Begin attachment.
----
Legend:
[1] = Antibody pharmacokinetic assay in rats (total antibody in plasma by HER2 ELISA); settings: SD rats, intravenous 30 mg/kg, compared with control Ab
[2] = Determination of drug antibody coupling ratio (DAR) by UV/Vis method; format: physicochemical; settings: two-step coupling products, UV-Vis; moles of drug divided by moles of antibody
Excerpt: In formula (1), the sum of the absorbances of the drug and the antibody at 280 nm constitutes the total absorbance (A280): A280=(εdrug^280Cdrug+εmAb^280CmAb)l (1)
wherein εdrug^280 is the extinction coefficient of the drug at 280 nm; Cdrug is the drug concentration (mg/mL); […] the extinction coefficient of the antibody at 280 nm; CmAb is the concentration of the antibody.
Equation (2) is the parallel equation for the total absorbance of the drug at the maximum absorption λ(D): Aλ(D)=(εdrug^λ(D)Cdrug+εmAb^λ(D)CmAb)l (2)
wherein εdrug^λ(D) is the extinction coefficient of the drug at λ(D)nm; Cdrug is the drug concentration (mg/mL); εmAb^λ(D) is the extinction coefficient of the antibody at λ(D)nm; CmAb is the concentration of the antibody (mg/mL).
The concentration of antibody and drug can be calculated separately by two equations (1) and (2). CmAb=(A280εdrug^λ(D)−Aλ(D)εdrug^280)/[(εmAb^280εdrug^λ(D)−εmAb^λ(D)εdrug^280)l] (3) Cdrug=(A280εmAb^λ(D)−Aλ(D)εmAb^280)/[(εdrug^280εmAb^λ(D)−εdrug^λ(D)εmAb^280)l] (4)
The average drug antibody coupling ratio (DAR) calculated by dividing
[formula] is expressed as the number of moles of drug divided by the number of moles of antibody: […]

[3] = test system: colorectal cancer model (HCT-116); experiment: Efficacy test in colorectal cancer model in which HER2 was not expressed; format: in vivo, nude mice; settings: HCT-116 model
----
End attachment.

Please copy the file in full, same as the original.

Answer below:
Legend:
[1] = Antibody pharmacokinetic assay in rats (total antibody in plasma by HER2 ELISA); settings: SD rats, intravenous 30 mg/kg, compared with control Ab
[2] = Determination of drug antibody coupling ratio (DAR) by UV/Vis method; format: physicochemical; settings: two-step coupling products, UV-Vis; moles of drug divided by moles of antibody
Excerpt: In formula (1), the sum of the absorbances of the drug and the antibody at 280 nm constitutes the total absorbance (A280): A280=(εdrug^280Cdrug+εmAb^280CmAb)l (1)
wherein εdrug^280 is the extinction coefficient of the drug at 280 nm; Cdrug is the drug concentration (mg/mL); […] the extinction coefficient of the antibody at 280 nm; CmAb is the concentration of the antibody.
Equation (2) is the parallel equation for the total absorbance of the drug at the maximum absorption λ(D): Aλ(D)=(εdrug^λ(D)Cdrug+εmAb^λ(D)CmAb)l (2)
wherein εdrug^λ(D) is the extinction coefficient of the drug at λ(D)nm; Cdrug is the drug concentration (mg/mL); εmAb^λ(D) is the extinction coefficient of the antibody at λ(D)nm; CmAb is the concentration of the antibody (mg/mL).
The concentration of antibody and drug can be calculated separately by two equations (1) and (2). CmAb=(A280εdrug^λ(D)−Aλ(D)εdrug^280)/[(εmAb^280εdrug^λ(D)−εmAb^λ(D)εdrug^280)l] (3) Cdrug=(A280εmAb^λ(D)−Aλ(D)εmAb^280)/[(εdrug^280εmAb^λ(D)−εdrug^λ(D)εmAb^280)l] (4)
The average drug antibody coupling ratio (DAR) calculated by dividing
[formula] is expressed as the number of moles of drug divided by the number of moles of antibody: […]

[3] = test system: colorectal cancer model (HCT-116); experiment: Efficacy test in colorectal cancer model in which HER2 was not expressed; format: in vivo, nude mice; settings: HCT-116 model